Professor explores gamer identity for New York magazine
November 04, 2014
- Copyright, Steve Hambuchen
Assistant Professor of Psychology Diana Leonard recently spoke with New York magazine for a Q&A about group identity, stereotypes, and the recent Gamergate controversy.
“Group identity is a tricky thing—because it can offer us so much psychologically, we are often very protective of what it means to be a group member,” Leonard said. “For example, we may be critical of people who deviate from the group image in part because the ‘deviant’ group member’s actions or attributes threaten the group’s core meaning….This can feel very threatening, triggering lowered self-esteem and punishing behavior—especially in people for whom the group is really meaningful.”
A sense of group victimization can promote intergroup conflict in different ways, Leonard explained.
“First, it can be aversive to feel that new group members—that is, the people playing and making games who don’t fit the old stereotype—are free riders who are reaping benefits without paying the costs incurred by the ‘original’ members of the group….Second, [psychologists] have shown that feeling disadvantaged can sometimes promote antipathy for another disadvantaged group.”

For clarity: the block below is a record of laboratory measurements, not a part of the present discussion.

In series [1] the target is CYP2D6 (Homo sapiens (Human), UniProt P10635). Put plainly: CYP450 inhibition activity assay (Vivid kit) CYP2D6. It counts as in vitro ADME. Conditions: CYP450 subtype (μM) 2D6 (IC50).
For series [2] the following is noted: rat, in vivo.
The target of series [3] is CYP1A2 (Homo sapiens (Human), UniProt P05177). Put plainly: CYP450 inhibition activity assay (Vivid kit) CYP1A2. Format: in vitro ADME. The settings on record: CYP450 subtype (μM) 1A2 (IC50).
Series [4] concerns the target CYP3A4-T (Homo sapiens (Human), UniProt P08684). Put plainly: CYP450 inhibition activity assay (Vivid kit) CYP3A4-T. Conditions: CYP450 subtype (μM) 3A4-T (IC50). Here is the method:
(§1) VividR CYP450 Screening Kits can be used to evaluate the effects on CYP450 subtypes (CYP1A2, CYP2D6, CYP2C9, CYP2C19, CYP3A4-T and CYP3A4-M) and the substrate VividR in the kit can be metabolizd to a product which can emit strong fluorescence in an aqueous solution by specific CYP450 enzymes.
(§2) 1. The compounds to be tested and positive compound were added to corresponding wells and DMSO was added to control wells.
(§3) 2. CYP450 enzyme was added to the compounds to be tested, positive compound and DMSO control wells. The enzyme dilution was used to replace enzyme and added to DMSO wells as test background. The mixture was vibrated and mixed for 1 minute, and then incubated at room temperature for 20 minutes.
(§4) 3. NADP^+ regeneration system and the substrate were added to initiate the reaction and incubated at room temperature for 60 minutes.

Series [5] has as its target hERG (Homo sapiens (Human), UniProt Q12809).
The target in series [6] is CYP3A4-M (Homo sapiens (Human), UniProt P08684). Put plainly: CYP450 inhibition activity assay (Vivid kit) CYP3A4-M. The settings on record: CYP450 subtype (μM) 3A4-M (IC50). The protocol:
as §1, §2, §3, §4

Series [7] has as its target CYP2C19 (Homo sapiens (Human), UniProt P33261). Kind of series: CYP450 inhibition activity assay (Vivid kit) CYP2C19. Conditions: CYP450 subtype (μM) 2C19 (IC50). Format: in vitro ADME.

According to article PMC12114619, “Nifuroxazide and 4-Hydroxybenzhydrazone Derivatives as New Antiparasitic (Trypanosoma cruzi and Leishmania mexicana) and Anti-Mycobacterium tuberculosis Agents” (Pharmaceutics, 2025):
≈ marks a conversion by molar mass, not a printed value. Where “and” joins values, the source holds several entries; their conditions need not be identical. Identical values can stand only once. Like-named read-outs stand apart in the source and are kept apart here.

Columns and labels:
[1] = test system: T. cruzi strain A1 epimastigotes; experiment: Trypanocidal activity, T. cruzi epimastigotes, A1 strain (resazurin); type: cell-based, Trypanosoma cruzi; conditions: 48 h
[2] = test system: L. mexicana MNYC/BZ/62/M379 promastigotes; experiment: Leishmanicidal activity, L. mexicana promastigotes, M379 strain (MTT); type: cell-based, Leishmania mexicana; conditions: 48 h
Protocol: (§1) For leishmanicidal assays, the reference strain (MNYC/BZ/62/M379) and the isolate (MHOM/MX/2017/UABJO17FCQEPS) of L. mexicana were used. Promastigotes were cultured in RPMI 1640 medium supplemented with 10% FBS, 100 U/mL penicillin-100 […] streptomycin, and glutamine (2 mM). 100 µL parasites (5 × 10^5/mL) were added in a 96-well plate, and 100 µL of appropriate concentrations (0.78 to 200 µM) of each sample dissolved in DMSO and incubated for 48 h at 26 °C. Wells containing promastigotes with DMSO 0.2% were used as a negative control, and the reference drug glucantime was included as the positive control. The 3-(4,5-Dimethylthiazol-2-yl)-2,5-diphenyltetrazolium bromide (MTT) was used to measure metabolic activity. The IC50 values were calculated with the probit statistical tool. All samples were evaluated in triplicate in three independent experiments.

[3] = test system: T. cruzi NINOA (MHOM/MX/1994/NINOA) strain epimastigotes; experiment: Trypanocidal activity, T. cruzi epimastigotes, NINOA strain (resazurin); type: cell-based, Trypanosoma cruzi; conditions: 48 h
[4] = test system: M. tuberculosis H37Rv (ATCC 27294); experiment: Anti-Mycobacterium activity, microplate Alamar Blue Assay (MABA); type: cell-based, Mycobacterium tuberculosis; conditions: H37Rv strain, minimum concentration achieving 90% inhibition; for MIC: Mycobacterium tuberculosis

As applied to Gamergate, some male gamers who have previously felt victimized may feel commonalities with women, but for others it may backfire and make hostility towards women more likely. Additionally, if gamers interpret the emotional tone of their in-group as angry, they can be more likely to see ambiguous remarks and actions as more severe.
In closing, Leonard points out a psychological phenomenon: When people can attribute a prejudiced response to some other nonprejudiced factor, discrimination is more likely.
Said Leonard, “It’s a moral loophole so sneaky that someone might not be consciously aware that they have even exploited it. I know that this can be tough to think about, like we have a hidden brain that is up to all kinds of nefarious things without our consent. Unfortunately, my colleagues in social psychology have demonstrated time and again that the implicit, uncontrolled aspects of mental life have some pretty big consequences when it comes to the way we think about groups.”